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In Fig the same amount of work is done in moving a charge from point A to point B either by path 1 or by path 2 or by any other path. The work done in moving the test charge q0 from point A to point B is

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The force F needed to move 0 at constant velocity must be equal and opposite to the force exerted by the electric field of q. See Fig We may evaluate by moving tangentially from point A to C and then radially from point C to point B. since

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**As we move a distance ds toward B from point C, the radius r decreases, that is, ds = -dr.**

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By definition, the work done in moving an object between two points in a force is equal to the difference in the potential energy Ep between the two points, that is The reference point at which the potential energy is chosen to be zero is r = .

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The potential energy of our two charges system q and q when they are separated by a distance r is simply the work done in bringing one of them from infinity to r. That is, This potential energy is called electric potential energy.

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**If both q and q are positive, then Ep is also positive**

If both q and q are positive, then Ep is also positive. To move q from infinity to r we have to do positive work, we have to overcome the repulsive force between the two charges. The same is true if both charges are negative. If the charges are of unlike sign, they will attract each other and, consequently, to move q0 at constant velocity, we will have to hold it back. We will then do negative work and the potential energy will be negative.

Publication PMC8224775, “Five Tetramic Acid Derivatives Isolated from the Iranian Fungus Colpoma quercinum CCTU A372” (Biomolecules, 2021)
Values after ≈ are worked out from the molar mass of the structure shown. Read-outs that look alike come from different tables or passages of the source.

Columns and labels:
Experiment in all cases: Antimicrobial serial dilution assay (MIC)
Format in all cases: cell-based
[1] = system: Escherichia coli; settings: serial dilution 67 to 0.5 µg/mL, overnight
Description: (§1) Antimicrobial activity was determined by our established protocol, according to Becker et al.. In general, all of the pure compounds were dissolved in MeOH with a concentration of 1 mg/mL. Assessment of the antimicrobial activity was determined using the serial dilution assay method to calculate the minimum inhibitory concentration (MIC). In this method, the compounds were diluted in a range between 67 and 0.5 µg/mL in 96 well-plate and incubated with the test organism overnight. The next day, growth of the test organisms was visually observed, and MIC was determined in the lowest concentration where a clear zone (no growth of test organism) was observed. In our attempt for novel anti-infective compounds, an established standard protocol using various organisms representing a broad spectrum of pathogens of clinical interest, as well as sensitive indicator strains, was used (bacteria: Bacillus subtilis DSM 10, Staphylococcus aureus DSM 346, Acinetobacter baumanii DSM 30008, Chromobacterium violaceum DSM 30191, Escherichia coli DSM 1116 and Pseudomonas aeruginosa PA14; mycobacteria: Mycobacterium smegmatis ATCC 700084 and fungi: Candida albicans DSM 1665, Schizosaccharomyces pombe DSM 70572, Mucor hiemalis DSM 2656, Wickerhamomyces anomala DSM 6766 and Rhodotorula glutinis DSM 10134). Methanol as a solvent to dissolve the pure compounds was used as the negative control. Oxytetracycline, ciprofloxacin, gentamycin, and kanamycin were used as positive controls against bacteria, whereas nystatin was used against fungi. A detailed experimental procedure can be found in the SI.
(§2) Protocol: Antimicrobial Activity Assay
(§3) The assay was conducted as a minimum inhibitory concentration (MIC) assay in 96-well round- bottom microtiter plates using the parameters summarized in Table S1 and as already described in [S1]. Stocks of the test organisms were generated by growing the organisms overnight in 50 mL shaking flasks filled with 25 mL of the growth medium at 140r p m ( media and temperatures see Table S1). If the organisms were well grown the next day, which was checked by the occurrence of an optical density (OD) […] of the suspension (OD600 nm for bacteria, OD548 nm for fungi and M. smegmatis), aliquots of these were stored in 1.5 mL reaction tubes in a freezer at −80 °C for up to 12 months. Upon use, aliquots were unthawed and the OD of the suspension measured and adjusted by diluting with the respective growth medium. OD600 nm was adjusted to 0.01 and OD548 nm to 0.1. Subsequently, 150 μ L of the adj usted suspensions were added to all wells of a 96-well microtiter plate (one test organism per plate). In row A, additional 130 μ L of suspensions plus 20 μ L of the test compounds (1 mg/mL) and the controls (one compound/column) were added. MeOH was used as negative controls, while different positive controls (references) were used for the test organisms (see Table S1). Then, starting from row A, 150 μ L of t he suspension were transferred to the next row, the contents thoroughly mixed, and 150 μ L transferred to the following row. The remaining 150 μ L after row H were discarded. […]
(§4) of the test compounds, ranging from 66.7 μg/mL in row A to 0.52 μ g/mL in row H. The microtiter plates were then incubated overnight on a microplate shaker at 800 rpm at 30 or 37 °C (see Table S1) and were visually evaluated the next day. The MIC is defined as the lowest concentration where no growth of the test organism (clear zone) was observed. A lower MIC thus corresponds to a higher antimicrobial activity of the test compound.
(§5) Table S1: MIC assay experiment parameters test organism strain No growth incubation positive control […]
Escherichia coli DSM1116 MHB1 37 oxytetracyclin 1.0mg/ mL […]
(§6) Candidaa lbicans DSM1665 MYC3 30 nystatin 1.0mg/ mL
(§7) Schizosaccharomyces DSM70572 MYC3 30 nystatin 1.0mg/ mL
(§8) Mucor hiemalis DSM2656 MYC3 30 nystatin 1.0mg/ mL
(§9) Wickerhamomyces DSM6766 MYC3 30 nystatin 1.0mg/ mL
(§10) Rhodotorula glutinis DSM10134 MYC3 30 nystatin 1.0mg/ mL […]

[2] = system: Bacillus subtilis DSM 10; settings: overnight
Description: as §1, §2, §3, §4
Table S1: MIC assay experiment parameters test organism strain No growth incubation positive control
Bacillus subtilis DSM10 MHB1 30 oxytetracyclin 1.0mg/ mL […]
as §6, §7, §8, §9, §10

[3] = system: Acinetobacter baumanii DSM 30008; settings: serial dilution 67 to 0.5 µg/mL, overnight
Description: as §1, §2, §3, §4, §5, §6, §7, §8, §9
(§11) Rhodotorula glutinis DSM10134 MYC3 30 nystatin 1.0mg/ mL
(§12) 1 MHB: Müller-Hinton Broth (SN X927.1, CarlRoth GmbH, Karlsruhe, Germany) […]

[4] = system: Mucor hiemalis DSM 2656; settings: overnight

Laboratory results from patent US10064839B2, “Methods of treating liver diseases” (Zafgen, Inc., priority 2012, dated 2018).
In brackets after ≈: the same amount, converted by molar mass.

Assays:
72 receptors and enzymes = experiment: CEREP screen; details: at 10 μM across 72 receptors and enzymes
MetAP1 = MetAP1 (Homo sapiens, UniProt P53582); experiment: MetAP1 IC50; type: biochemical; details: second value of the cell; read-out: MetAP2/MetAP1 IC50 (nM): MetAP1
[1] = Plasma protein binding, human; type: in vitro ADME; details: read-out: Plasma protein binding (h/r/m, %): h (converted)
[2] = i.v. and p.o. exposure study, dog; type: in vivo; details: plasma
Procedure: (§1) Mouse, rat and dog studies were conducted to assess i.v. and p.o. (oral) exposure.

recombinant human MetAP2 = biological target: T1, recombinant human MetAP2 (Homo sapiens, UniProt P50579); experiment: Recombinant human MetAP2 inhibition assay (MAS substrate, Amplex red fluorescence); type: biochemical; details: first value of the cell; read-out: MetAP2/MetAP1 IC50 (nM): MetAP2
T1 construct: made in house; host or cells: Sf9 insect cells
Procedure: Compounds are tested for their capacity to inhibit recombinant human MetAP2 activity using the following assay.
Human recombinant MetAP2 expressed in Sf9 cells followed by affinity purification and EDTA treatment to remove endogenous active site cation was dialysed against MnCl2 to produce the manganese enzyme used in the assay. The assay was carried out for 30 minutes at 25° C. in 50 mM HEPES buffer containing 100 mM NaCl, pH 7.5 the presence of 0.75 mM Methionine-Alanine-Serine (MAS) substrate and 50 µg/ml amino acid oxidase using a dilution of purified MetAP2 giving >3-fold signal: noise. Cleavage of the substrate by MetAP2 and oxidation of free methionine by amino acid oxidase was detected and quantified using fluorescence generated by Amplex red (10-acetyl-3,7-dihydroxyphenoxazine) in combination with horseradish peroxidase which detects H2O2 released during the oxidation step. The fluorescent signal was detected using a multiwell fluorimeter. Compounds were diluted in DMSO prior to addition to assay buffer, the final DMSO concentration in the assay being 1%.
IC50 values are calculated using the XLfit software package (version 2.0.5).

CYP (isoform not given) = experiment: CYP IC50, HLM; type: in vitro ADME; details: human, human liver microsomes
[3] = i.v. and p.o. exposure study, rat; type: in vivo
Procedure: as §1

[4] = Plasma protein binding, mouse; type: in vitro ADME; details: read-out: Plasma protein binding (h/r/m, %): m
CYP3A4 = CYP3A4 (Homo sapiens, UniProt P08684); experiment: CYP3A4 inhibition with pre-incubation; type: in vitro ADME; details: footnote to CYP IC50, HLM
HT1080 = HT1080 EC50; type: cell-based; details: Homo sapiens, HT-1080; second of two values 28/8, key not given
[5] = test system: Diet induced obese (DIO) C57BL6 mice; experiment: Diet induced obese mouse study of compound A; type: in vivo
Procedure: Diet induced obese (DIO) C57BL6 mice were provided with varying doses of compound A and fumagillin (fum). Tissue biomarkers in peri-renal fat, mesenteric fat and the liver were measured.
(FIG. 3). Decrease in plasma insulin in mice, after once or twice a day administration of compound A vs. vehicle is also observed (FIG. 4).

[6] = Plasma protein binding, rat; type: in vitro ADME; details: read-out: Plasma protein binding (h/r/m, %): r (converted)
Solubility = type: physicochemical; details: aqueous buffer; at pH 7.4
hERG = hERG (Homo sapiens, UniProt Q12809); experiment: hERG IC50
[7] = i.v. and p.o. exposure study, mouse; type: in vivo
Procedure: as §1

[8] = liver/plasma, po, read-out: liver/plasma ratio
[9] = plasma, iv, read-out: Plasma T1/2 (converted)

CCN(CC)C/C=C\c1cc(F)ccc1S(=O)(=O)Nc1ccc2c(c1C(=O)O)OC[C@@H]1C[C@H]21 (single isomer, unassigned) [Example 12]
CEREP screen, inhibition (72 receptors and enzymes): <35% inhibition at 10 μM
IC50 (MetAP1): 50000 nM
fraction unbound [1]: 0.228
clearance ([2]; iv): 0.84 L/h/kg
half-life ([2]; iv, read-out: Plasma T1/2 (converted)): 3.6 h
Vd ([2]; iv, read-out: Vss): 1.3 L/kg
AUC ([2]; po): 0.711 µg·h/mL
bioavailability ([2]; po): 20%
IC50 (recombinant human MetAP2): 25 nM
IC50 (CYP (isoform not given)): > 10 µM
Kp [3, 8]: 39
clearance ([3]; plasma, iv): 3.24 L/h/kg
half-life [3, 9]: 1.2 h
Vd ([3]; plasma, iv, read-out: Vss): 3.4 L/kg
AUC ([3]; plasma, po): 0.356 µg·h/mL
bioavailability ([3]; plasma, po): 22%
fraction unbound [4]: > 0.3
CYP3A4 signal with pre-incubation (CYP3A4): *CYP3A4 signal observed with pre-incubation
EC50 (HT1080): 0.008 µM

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By the superposition principle, the total energy of the three-charge system shown in Fig is obtained as Thus, for a system of charges, the procedure to follow is to calculate the potential energy separately for the pairs and then to add these algebraically.

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Example 14-2 Three charges and are positioned on a straight line as shown in Fig Find the potential energy of the charges. Sol:

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Electric Potential The electric potential at a point P is defined as the work done in bringing a unit positive charge from infinity to the point. That is, The work done in bringing a charge of arbitrary magnitude or sign to P is and we have

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**The SI unit of potential is volt and one volt can be defined as one joule per coulomb.**

The potential resulting from a point charge q at a distance r away from it is The potential resulting from several point charges is simply equal to the algebraic sum. where r1, r2… are the distances from q1 and q2, respectively, to the point where the potential is being evaluated.